Healthy Indoors Magazine - USA Edition

HI May 2014

Healthy Indoors Magazine

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Page 34 of 57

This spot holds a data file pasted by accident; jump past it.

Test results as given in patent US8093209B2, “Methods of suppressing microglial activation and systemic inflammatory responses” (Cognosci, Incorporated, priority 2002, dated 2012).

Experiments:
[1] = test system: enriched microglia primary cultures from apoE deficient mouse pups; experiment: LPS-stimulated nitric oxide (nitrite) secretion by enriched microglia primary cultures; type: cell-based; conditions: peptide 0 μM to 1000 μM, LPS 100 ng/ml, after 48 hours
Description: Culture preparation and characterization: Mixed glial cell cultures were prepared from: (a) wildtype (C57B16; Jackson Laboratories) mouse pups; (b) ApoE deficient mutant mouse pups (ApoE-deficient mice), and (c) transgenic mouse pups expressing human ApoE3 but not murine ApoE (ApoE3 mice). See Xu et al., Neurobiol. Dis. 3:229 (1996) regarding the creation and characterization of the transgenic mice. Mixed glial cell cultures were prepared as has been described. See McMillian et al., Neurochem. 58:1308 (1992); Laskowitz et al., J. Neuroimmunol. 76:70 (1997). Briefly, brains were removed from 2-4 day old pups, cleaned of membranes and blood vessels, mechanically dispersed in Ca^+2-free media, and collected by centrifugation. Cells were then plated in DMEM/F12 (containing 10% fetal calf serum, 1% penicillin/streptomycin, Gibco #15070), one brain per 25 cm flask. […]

AirWays Environmental Services Legionella Continued from previous page Healthy Indoors 35 favorable to Legionella amplification. Flushing water through a building's water supply helps to refresh chlorine disinfectant levels and can be protective against bacterial amplification. Reducing water usage is not a guarantee that Legionella will colonize a plumbing system, but before implementing such changes the overall impact on residual chlorine levels and biofilm development should be considered. The proliferation of electronic eye faucets in bathroom sinks has had an unforeseen impact in that they have created a breeding ground for Legionella and other waterborne bacteria. Many of these electronic eye faucets were installed for two purposes. First they were sup- posed to save water by shutting off automatical- ly, bypassing the discourteous patron who left the sink flowing. Second, they were supposed to reduce the spread of germs by eliminating the need for contact with the faucet handles. Unfortunately, the mechanics of making water flow without touching a faucet handle involves a system of solenoids, mixing devices, and a metal mesh screen to catch debris. The inner workings of such a mechanical wonder creates a great habitat for Legionella and Pseudomo- nas. Several studies in hospitals have found high levels of bacteria growing in these strain- ers and mixing valves, resulting in high levels in the water. While no outbreaks of Legionnaires disease have been publicly attributed to these automatic faucets, the data clearly shows ampli- fication and an increased risk of exposure. (5) Dismantled Public Health Agencies & De-regu- lation Two additional factors may be influencing how we perceive risks associated with Legionella and what can be done when illness occurs. Budgets for public health agencies at the fed- eral, state and local level have steadily been reduced and cut by significant amounts over the past 20 years. Fewer people are now respon- sible for providing the same services as before, and shifting political priorities have redirected funding to preparedness and high profile issues. The mundane task of ensuring that clean and safe water is delivered to the public is left to fewer public health professionals who are given less authority to enforce standards. The staff necessary to manage surveillance programs is now spread over several programs and has fewer resources to respond outbreaks when they occur. Efforts to dismantle public health agencies at the federal and state levels have resulted in fewer seasoned professionals who have the education, training, and experience to protect public health when crises arise. The Occupational Safety and Health Adminis- tration (OSHA), the federal agency that pos- sesses "right of entry" to perform the investiga- tions in work places that would be necessary to fully assess these claims, has not yet stepped into the arena. However, OSHA has been reportedly in the process of revising Technical Manual 7, which provides guidance on Legion- naires' disease; whatever revisions are made could potentially reduce risks to employees and the public. In the absence of effective regulations or com- petent public health professionals who have the authority and resources to investigate outbreaks and correct problems when they arise, the public is left with the option of litigation when they believe they have been impacted by Le- gionnaires' disease. The driving factors behind civil litigation are probably varied and unique to each situation, but the frequency of claims against hospitals, hotels, cruise lines, nursing homes, and businesses appears to be on the rise. Often these plaintiffs possess little or no data to prove their case, usually because the public health investigation is too late and incom- plete for the purposes of litigation. Several law firms have begun specializing in Legionnaires' disease cases on both the plaintiff and defense sides. This disturbing sign might be the best indicator of an impending storm of Legionnaires' disease. What's over the horizon? No one can be certain of what the field of Le- gionnaires' disease will look like in one year or

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